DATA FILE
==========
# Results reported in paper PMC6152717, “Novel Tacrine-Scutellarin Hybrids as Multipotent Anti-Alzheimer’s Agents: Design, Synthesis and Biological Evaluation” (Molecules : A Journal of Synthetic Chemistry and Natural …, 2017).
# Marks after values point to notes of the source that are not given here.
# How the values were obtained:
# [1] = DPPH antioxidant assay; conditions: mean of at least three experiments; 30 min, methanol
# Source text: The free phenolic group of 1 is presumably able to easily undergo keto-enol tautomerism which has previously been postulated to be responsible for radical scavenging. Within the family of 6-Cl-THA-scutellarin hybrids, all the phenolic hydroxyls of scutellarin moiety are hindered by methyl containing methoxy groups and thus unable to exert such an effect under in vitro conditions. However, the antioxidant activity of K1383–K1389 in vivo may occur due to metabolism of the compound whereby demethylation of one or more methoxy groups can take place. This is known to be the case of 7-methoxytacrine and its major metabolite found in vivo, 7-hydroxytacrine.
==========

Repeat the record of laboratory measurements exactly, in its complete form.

# Results reported in paper PMC6152717, “Novel Tacrine-Scutellarin Hybrids as Multipotent Anti-Alzheimer’s Agents: Design, Synthesis and Biological Evaluation” (Molecules : A Journal of Synthetic Chemistry and Natural …, 2017).
# Marks after values point to notes of the source that are not given here.
# How the values were obtained:
# [1] = DPPH antioxidant assay; conditions: mean of at least three experiments; 30 min, methanol
# Source text: The free phenolic group of 1 is presumably able to easily undergo keto-enol tautomerism which has previously been postulated to be responsible for radical scavenging. Within the family of 6-Cl-THA-scutellarin hybrids, all the phenolic hydroxyls of scutellarin moiety are hindered by methyl containing methoxy groups and thus unable to exert such an effect under in vitro conditions. However, the antioxidant activity of K1383–K1389 in vivo may occur due to metabolism of the compound whereby demethylation of one or more methoxy groups can take place. This is known to be the case of 7-methoxytacrine and its major metabolite found in vivo, 7-hydroxytacrine.